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  #16  
Old 07-01-2013, 03:22 PM
blandman blandman is offline
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Originally Posted by CoopaLoop View Post
Has CJ Wilson ever had a big arm issue?
Yes, he fell apart last year and they had to clean up spurs from his elbow this past off-season.

And before someone says no big deal, think about what has to happen to cause a bone spur there. Bones spurs are pieces of bone.

http://sports.yahoo.com/news/los-ang...0978--mlb.html

"I tried to make a million adjustments to get around it, to the point where now I'm standing on the first-base side, trying to get an angle because I can't throw sinkers anymore because my arm doesn't work right,"

Last edited by blandman; 07-01-2013 at 03:28 PM.
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  #17  
Old 07-01-2013, 03:34 PM
DeadMoney DeadMoney is offline
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Originally Posted by CoopaLoop View Post
Has CJ Wilson ever had a big arm issue?
Yes, 2003 Tommy John Surgery. And, I'm not joining in on one side/the other of the argument here, just presenting the facts.

I will add - I do think pitchers are babied these days, but I also think that an arm/serious injury for damn near every pitcher is inevitable. And if an individual pitcher is one of the lucky few who don't have issues, they should consider themselves lucky/gifted.
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  #18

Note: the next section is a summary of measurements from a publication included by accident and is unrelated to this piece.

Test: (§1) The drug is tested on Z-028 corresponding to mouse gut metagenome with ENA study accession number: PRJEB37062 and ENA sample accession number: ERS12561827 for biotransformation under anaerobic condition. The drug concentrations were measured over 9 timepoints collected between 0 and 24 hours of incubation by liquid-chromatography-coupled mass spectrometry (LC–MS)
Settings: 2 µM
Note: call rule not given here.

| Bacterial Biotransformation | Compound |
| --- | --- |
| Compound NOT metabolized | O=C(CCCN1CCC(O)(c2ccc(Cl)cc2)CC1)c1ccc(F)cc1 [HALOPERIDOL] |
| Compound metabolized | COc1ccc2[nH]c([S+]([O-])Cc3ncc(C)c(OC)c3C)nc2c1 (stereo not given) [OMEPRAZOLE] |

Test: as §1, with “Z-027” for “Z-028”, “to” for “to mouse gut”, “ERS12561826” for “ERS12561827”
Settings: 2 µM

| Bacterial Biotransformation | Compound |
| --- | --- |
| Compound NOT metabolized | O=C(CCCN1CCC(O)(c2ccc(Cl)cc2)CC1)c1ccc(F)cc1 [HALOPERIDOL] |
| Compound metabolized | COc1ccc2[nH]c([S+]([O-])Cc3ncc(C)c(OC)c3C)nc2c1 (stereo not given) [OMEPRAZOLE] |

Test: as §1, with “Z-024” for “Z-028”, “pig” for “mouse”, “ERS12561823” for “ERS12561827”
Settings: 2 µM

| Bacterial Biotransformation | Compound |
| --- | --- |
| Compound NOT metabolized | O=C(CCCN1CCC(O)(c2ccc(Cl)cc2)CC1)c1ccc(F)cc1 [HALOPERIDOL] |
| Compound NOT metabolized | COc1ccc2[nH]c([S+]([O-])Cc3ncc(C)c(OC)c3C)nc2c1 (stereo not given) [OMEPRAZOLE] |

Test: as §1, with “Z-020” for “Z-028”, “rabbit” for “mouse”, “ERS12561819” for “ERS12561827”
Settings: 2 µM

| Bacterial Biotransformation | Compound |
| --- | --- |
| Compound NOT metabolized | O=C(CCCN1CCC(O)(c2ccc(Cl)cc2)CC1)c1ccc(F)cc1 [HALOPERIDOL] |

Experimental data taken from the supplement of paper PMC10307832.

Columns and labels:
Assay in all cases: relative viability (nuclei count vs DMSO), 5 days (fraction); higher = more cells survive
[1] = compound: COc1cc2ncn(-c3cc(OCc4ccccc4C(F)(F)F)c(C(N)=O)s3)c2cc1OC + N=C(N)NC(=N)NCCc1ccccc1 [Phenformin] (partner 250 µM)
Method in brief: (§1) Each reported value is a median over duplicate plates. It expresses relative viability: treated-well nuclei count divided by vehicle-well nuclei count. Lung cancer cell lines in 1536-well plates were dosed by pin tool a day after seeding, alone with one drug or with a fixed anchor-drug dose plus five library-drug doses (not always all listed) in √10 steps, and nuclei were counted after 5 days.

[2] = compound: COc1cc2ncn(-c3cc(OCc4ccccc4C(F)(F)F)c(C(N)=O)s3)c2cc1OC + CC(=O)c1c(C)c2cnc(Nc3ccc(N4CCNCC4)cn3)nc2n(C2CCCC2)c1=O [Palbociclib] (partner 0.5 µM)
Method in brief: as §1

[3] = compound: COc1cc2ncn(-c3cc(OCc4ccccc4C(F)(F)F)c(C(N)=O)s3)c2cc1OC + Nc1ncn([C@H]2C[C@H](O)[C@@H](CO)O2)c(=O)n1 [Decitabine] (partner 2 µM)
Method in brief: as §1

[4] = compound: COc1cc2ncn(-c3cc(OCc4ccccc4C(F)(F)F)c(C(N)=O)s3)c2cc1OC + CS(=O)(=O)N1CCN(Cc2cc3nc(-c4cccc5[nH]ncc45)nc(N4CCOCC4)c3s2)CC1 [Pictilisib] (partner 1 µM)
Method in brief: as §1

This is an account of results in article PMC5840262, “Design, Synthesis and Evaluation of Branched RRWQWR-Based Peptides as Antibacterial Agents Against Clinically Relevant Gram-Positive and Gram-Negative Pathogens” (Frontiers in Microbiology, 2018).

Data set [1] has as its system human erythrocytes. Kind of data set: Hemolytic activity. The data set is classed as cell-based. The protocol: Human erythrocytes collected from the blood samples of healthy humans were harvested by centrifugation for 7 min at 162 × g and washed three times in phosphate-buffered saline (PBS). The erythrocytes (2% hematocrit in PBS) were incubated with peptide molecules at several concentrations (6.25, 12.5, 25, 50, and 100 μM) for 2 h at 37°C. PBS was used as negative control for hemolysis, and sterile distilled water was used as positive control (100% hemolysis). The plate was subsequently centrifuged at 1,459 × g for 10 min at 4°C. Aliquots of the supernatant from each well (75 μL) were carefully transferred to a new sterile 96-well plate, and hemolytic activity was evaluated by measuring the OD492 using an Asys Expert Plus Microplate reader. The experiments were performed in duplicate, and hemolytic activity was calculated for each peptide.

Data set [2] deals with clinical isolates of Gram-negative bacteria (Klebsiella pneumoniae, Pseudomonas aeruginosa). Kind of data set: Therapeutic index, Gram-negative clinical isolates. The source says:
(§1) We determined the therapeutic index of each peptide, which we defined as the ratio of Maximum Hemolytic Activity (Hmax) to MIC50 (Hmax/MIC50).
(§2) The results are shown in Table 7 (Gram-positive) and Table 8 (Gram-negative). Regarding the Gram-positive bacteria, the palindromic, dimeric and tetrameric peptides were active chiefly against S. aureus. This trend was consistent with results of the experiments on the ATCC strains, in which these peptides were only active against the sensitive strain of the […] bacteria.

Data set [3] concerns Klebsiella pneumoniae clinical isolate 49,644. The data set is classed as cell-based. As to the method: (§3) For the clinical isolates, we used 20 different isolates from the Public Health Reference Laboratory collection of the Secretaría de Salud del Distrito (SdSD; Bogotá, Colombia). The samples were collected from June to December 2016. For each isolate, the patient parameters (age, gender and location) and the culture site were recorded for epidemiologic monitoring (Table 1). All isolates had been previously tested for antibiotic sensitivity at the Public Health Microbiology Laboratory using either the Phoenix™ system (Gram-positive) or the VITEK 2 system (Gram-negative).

Old 07-01-2013, 03:38 PM
blandman blandman is offline
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Here's another really good read on the topic of arm mechanics, and the war between doctors/biomechanic-specialists/science and traditionalists.

"The picture that emerges is of baseball at war with itself over the health of its arms. In one corner stands a cottage industry of scientists and biomechanics-promoting coaches who study motion for a living and have determined, through high-speed video analysis, that the sport's ignorance of arm-saving science is a shameful oversight. In the other is major league baseball, which, with rare and fleeting exceptions, clings to a deep-rooted tradition..."
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  #19  
Old 07-01-2013, 03:45 PM
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I think the pitchers are babies/weaker argument is a bit overblown.

First, there are a ton more pitchers in use in MLB than there were "back in the day". Really the number of guys whose arms can stand up to that kind of abuse probably isn't able to keep up with the demand for said arms.

Second, I'd guess (not having checked the stats) that the average pitcher has a longer career today than he did 40 years ago.

Third, I think some of this issue is perception. I mean we remember all these long lived great pitchers from days of yore because they were great long lived pitchers. You aren't going to remember the hundreds/thousands of guys who were 1-5 season MLB pitchers who blew out an elbow or ended up simply sucking their way out of the league. Thus our perception of how macho/strong/powerful the pitchers back then were because we only know/remember the guys who lasted a long time and pitched well. For every Walter Johnson there are 500 nameless wannabes none of us can name.

I won't comment on Sale because I cannot speak with any authority on the issue. However I will ask this question: Some people have compared him to Randy Johnson's throwing motion. I don't know whether Johnson had a classic inverted W or not, but how true is this analogy and how much of a difference does it make?
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  #20  
Old 07-01-2013, 04:02 PM
blandman blandman is offline
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Originally Posted by voodoochile View Post
I think the pitchers are babies/weaker argument is a bit overblown.

First, there are a ton more pitchers in use in MLB than there were "back in the day". Really the number of guys whose arms can stand up to that kind of abuse probably isn't able to keep up with the demand for said arms.